Saturday, January 9, 2016

Falling as she Sings by C J Sursum

Release date: January 2, 2015
Subgenre: Dystopian science-fiction

About Falling as she Sings:

What if women controlled men’s bodies?

The dystopian novel that turns The Handmaid’s Tale on its head.
In the not-so-distant future, the rise of terrorist organizations leads to a new and chilling subjugation of women. As civilization breaks down, one woman uses her wealth to build a massive, walled-in enclave, outfitting it with the technological resources to be self-sustaining.

Her one requirement: only women are allowed inside. Free of husbands and children, these women--Vestals--lead lives of culture and ease. Outside the walls, men have devolved into feral, violent Brutes roaming the wilderness. The Vestals need access to them for one purpose only—to reproduce themselves.

But Menna, a beautiful Vestal in charge of breeding, makes a disastrous mistake while extracting one captured Brute’s seed.  Disturbing interactions with him shatter her preconceptions of Brutes, and her image of herself. Ultimately, she is forced to choose between her sterile existence and a harsh, brutish unknown.

Powerful and profound, Falling as She Sings is at once science fiction adventure, spiritual thriller, and visionary love story. It’s a searching, funny commentary on the eternal, yet ever fresh and compelling forces driving relationships between the sexes.


Menna entered the extraction room, offered a stiff greeting to her assistant Tarcisia, and planted her compact figure in the center of the room.
     “All ready,” said Tarcisia, standing in a corner of the room, as if to keep well out of the way.
Menna tossed her head, sending a sheet of black hair cascading over her shoulder. Her dark eyes, impassive under hooded lids, dominated her smooth and olive-toned face. Her small rounded lips were tense around the edges, as if primed to make a harsh comment—or suppress one. She was beautiful, but she owned her beauty like a crow owns a scrap of shiny foil—jealously but with no evident purpose.
     She surveyed the room, examining each object in its turn—the padded table covered with a crisp white sheet; the extraction equipment, emitting a satisfying low buzz; the vial marked and inserted into the machine; and the controller resting on the desk. All appeared in order.
     But it wasn’t. Tarcisia never failed to disappoint—she’d forgotten the gun again. Menna tapped the side of her thigh with her fingertips, rippling the silk of her loose-fitting orange tunic. She considered her response. A reprimand would only spark an argument and stall the procedure. With a suppressed sigh, she tucked away the fault for later ammunition. There was a certain savor in the morsels of Tarcisia’s errors. She rolled them around on her tongue, ready to spit them out at her when convenient—in a charitable manner, of course.
     It was early in the day, the sun not yet risen high enough over walls of the enclave to bring any natural light to the room. The overhead fixtures gave the room a bluish cast. Standing on tiptoes, Menna opened a high cherrywood cabinet and lifted out a pistol. She turned it over in her hands, feeling its weight, and inspecting it thoroughly. Its grip was cold but heartening in its way. At least it was properly loaded. She laid it on the gleaming marble counter, its slightly blurred image reflecting back to her.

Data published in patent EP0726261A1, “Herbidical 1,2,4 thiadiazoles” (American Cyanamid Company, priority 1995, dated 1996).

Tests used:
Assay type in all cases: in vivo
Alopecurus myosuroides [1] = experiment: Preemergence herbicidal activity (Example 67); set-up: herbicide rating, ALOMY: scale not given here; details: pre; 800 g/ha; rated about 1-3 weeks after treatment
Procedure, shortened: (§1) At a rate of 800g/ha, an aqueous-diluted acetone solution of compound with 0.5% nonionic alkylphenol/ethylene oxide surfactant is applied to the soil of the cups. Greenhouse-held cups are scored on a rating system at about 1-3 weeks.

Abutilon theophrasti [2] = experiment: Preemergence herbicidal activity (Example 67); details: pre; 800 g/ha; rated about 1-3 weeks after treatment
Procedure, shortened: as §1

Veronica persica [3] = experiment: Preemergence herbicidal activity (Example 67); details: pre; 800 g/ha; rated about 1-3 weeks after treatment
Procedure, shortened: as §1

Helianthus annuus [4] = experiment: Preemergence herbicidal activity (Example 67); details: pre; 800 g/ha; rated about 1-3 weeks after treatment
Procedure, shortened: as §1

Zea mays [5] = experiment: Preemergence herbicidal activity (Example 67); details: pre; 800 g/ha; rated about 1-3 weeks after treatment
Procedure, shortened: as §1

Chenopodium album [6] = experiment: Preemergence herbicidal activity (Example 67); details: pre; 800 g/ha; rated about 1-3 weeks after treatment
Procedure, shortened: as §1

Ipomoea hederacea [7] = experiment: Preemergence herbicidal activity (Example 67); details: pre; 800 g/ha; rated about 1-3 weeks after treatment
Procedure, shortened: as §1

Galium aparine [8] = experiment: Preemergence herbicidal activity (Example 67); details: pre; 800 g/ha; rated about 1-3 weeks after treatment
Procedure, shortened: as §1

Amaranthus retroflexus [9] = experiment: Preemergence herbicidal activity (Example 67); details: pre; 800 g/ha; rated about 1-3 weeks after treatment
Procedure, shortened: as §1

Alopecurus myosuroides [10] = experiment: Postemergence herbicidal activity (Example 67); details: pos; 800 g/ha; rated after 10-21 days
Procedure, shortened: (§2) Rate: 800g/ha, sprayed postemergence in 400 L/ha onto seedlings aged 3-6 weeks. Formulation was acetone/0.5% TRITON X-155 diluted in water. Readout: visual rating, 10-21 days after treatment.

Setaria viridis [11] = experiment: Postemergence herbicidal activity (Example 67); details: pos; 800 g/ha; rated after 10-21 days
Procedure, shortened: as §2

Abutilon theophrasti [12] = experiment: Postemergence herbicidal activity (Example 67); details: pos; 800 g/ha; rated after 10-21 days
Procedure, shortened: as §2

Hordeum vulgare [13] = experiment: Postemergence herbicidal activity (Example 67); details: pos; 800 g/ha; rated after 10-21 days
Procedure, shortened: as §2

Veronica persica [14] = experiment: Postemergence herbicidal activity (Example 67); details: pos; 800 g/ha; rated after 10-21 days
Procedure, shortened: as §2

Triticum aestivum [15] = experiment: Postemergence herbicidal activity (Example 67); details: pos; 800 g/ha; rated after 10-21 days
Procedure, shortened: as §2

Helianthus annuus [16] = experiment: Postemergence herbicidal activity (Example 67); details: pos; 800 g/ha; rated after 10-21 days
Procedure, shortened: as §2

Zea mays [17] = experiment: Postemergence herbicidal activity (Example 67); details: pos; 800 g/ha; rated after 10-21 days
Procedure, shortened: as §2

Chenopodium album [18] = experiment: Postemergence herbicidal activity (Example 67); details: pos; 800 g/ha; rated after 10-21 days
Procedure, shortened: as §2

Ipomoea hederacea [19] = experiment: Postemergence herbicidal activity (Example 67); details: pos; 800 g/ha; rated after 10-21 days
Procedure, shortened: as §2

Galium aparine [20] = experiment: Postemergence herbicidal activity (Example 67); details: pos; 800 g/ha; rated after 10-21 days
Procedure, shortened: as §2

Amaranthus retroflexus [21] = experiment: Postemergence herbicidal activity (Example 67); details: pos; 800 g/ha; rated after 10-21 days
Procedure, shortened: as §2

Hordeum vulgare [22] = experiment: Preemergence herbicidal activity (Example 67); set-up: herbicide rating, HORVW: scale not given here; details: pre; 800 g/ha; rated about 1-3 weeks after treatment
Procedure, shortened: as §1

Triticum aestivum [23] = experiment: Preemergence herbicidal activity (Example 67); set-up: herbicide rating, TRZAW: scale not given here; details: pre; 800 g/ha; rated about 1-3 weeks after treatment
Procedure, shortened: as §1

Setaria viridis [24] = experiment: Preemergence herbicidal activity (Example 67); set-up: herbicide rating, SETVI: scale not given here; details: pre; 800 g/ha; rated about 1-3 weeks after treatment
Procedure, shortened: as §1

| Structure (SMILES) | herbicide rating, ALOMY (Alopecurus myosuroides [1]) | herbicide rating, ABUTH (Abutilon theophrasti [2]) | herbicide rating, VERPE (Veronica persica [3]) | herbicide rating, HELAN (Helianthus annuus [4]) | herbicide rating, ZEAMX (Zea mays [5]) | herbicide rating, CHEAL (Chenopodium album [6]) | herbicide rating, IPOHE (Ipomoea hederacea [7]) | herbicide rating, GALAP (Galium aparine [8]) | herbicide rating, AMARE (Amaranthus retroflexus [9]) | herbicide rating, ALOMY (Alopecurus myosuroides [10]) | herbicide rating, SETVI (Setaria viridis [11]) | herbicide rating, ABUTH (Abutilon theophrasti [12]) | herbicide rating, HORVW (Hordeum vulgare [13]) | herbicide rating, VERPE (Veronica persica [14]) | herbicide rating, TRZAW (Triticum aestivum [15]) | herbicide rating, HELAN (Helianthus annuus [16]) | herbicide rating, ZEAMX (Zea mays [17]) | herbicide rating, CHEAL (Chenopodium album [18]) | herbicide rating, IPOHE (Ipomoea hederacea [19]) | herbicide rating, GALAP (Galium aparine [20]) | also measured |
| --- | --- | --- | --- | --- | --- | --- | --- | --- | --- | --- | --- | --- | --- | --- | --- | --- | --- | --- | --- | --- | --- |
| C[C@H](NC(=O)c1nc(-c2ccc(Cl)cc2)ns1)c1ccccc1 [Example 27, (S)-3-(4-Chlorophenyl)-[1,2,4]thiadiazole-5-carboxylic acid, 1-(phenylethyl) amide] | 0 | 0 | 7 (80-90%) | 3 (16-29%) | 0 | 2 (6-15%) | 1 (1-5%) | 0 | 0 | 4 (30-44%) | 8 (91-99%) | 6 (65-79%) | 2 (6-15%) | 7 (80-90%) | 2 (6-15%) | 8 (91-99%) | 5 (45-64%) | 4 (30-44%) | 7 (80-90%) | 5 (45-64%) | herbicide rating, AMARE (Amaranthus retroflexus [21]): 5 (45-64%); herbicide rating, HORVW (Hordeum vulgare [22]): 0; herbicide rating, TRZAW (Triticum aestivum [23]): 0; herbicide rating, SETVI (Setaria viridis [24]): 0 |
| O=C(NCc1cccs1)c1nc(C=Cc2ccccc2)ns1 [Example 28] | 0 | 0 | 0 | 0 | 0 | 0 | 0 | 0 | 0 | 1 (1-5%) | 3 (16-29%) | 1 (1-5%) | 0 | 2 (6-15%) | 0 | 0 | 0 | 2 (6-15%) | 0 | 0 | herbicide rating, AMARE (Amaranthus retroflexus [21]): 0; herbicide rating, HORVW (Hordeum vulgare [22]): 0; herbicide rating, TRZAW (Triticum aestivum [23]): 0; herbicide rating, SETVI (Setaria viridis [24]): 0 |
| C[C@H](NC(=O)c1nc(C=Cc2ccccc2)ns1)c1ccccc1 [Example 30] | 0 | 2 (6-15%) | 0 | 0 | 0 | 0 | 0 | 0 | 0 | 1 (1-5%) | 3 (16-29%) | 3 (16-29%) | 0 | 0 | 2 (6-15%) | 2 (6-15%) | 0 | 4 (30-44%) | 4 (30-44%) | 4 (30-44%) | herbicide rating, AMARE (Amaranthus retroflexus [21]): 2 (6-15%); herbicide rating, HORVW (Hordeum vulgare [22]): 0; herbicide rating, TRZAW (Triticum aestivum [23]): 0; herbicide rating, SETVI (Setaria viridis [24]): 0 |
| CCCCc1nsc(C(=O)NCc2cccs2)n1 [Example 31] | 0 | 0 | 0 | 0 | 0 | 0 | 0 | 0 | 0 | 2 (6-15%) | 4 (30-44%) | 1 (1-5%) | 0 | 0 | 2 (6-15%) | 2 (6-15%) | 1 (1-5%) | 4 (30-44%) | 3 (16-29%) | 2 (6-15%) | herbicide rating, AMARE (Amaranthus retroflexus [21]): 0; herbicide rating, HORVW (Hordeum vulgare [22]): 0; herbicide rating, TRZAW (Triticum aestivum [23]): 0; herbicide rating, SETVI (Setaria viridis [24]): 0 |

She shifted her gaze to a small cell adjoining the room, not much larger than a closet, without a door. Inside it stood a near-naked Brute facing her, his eyes unfocused. Menna folded her arms and scrutinized him. He was average size for a Brute, not remarkable in any way. His copper-colored hide clung to his frame, defining the tendons and sinewy muscles beneath. Scratches and bruises covered his legs, and his narrow hips were covered only by the thin leather kelt provided for his brief stay in the enclave. His arms dangled at his sides, and his furry chest perhaps hid its own secrets. A long scar ran down the right side of his cheek and disappeared into a ratty beard.
     Menna’s gaze passed over his blank eyes—they were inconsequential anyway—and moved instead to the small tab stuck to his forehead that allowed her to control him.
     “Been here before, hasn’t he?” Menna asked.

About C. J. Sursum

I’ve been married for some time, and my marriage provides no end of fodder for considering the delightful, aggravating, and absurd aspects of male-female relationships. Not just how my spouse acts, but how I find myself responding. It's amusing to see how naturally I can fall into the old gender roles, while at other times acting very much outside those roles. Are men and women complementary, or opposing forces? The topic is a powerful and compelling one that never ceases to fascinate.

In any story, especially futuristic or speculative fiction, you can have a thought experiment. What would happen if women lived without men, having all the technology to do so? It allows you to imagine possibilities, to tease out eternal truths that still exist even in a world turned upside down.

Hearing so much lately about women suffering at the hands of men is what led me to write this particular story. Abuse, trafficking, denial of basic rights. And not only in other cultures—look at all the college sexual assaults and the abductions and sexual slavery even in civilized countries. What if women said, Enough is enough! But then, what would happen to men?

I hope to inspire my readers to grapple with these issues. What is the meaning of our bodies, are we really in control of ourselves, and is there meaning in the suffering we endure in our body and our spirit, especially as it relates to the opposite sex? These are interesting questions, and in any nuanced book it's the range of interpretation that makes reading so personal, and so much fun.

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